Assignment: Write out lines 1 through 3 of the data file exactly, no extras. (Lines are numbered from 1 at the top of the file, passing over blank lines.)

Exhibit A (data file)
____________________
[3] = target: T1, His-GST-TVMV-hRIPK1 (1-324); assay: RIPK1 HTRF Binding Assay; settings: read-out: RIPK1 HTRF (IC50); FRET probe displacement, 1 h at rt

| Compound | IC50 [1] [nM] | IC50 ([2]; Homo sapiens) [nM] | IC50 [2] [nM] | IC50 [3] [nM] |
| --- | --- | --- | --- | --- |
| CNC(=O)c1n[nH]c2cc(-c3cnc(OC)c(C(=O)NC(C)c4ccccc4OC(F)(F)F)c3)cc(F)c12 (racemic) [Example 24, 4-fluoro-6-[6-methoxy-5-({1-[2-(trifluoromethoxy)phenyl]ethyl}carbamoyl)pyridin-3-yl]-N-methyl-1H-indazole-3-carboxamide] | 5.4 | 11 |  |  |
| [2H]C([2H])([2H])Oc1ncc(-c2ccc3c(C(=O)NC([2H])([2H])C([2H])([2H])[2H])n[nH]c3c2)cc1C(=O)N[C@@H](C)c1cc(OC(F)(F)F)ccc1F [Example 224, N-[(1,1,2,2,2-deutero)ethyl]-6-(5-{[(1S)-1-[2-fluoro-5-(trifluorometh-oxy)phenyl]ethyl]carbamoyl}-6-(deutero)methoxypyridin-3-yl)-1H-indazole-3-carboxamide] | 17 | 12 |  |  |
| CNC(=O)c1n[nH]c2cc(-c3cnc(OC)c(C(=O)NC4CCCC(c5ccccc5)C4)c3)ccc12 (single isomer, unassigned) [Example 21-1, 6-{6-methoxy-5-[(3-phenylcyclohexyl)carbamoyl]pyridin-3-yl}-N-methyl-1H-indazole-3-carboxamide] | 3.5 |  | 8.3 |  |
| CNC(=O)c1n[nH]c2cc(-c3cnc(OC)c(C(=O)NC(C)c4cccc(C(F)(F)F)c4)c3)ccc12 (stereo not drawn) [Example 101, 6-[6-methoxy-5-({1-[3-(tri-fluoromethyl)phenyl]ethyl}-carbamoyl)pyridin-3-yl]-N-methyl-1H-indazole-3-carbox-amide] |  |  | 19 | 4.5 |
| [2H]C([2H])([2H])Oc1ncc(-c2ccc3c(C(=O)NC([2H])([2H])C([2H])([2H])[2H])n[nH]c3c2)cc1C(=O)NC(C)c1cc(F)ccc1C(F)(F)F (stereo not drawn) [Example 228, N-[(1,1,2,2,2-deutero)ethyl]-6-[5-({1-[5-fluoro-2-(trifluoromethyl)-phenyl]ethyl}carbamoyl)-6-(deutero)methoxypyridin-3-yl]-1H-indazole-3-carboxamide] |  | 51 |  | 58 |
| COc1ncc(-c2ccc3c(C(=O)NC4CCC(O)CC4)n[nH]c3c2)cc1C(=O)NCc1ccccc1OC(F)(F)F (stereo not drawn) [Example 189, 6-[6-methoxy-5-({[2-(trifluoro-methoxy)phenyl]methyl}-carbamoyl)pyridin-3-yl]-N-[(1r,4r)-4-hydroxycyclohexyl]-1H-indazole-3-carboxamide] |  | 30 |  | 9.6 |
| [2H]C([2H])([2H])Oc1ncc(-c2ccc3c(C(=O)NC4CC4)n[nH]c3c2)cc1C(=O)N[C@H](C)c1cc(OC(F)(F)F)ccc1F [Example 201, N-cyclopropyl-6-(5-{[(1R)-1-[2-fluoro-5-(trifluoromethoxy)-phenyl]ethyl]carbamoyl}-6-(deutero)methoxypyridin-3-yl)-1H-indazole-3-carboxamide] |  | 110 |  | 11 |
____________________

[3] = target: T1, His-GST-TVMV-hRIPK1 (1-324); assay: RIPK1 HTRF Binding Assay; settings: read-out: RIPK1 HTRF (IC50); FRET probe displacement, 1 h at rt

| Compound | IC50 [1] [nM] | IC50 ([2]; Homo sapiens) [nM] | IC50 [2] [nM] | IC50 [3] [nM] |
| --- | --- | --- | --- | --- |